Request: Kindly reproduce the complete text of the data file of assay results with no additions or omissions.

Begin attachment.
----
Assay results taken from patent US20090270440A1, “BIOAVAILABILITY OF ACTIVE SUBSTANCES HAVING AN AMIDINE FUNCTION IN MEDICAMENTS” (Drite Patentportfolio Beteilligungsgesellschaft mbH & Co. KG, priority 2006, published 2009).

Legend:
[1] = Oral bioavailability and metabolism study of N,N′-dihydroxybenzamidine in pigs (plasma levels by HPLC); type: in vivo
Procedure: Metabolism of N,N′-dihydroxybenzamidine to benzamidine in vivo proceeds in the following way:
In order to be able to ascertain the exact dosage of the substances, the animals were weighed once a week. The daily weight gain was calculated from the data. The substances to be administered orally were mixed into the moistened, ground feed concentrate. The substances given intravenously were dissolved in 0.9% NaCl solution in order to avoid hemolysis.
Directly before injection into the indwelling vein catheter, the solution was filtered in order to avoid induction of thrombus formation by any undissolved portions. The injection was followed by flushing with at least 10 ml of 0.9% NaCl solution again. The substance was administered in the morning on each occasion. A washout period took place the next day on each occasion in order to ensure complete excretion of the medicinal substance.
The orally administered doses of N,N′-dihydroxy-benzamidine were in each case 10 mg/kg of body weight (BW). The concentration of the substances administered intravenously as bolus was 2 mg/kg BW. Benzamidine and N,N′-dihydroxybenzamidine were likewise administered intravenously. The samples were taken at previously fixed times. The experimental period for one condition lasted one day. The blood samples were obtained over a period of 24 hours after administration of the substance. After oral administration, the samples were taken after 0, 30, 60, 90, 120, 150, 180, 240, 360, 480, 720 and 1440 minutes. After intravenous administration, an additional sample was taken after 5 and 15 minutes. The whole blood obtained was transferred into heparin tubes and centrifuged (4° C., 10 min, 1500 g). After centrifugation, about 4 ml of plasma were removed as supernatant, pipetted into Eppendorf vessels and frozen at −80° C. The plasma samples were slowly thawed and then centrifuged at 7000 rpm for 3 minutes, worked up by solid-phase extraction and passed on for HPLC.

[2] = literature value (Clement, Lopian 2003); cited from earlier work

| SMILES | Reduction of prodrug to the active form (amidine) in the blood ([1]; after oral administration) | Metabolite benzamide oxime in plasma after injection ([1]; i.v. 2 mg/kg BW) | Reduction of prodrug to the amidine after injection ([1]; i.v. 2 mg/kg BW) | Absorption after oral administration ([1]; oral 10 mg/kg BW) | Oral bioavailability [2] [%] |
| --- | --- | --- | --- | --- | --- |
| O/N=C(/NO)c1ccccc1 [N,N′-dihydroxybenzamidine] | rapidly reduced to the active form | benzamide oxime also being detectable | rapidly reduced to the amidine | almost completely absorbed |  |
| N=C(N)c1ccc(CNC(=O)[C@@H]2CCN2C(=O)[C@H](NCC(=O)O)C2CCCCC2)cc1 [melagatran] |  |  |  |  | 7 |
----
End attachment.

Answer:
Assay results taken from patent US20090270440A1, “BIOAVAILABILITY OF ACTIVE SUBSTANCES HAVING AN AMIDINE FUNCTION IN MEDICAMENTS” (Drite Patentportfolio Beteilligungsgesellschaft mbH & Co. KG, priority 2006, published 2009).

Legend:
[1] = Oral bioavailability and metabolism study of N,N′-dihydroxybenzamidine in pigs (plasma levels by HPLC); type: in vivo
Procedure: Metabolism of N,N′-dihydroxybenzamidine to benzamidine in vivo proceeds in the following way:
In order to be able to ascertain the exact dosage of the substances, the animals were weighed once a week. The daily weight gain was calculated from the data. The substances to be administered orally were mixed into the moistened, ground feed concentrate. The substances given intravenously were dissolved in 0.9% NaCl solution in order to avoid hemolysis.
Directly before injection into the indwelling vein catheter, the solution was filtered in order to avoid induction of thrombus formation by any undissolved portions. The injection was followed by flushing with at least 10 ml of 0.9% NaCl solution again. The substance was administered in the morning on each occasion. A washout period took place the next day on each occasion in order to ensure complete excretion of the medicinal substance.
The orally administered doses of N,N′-dihydroxy-benzamidine were in each case 10 mg/kg of body weight (BW). The concentration of the substances administered intravenously as bolus was 2 mg/kg BW. Benzamidine and N,N′-dihydroxybenzamidine were likewise administered intravenously. The samples were taken at previously fixed times. The experimental period for one condition lasted one day. The blood samples were obtained over a period of 24 hours after administration of the substance. After oral administration, the samples were taken after 0, 30, 60, 90, 120, 150, 180, 240, 360, 480, 720 and 1440 minutes. After intravenous administration, an additional sample was taken after 5 and 15 minutes. The whole blood obtained was transferred into heparin tubes and centrifuged (4° C., 10 min, 1500 g). After centrifugation, about 4 ml of plasma were removed as supernatant, pipetted into Eppendorf vessels and frozen at −80° C. The plasma samples were slowly thawed and then centrifuged at 7000 rpm for 3 minutes, worked up by solid-phase extraction and passed on for HPLC.

[2] = literature value (Clement, Lopian 2003); cited from earlier work

| SMILES | Reduction of prodrug to the active form (amidine) in the blood ([1]; after oral administration) | Metabolite benzamide oxime in plasma after injection ([1]; i.v. 2 mg/kg BW) | Reduction of prodrug to the amidine after injection ([1]; i.v. 2 mg/kg BW) | Absorption after oral administration ([1]; oral 10 mg/kg BW) | Oral bioavailability [2] [%] |
| --- | --- | --- | --- | --- | --- |
| O/N=C(/NO)c1ccccc1 [N,N′-dihydroxybenzamidine] | rapidly reduced to the active form | benzamide oxime also being detectable | rapidly reduced to the amidine | almost completely absorbed |  |
| N=C(N)c1ccc(CNC(=O)[C@@H]2CCN2C(=O)[C@H](NCC(=O)O)C2CCCCC2)cc1 [melagatran] |  |  |  |  | 7 |